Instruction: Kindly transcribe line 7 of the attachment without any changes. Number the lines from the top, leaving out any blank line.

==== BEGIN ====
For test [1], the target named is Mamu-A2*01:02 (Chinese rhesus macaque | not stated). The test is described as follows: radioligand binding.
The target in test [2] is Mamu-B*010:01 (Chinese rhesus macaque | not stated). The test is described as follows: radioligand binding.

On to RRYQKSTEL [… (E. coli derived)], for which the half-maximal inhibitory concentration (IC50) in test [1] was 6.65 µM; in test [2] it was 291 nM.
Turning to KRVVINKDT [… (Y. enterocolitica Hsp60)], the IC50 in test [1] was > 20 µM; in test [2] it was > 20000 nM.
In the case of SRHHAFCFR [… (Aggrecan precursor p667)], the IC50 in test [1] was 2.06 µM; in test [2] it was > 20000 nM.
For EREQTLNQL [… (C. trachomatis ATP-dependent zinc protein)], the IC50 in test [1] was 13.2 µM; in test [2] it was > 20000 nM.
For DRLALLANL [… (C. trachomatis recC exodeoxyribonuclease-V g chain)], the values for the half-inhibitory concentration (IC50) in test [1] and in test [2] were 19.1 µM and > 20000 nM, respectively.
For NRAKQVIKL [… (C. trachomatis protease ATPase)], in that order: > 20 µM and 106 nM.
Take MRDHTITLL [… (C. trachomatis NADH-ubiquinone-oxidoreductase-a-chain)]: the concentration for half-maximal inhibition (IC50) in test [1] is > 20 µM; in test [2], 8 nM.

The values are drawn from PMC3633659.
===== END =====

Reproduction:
For DRLALLANL [… (C. trachomatis recC exodeoxyribonuclease-V g chain)], the values for the half-inhibitory concentration (IC50) in test [1] and in test [2] were 19.1 µM and > 20000 nM, respectively.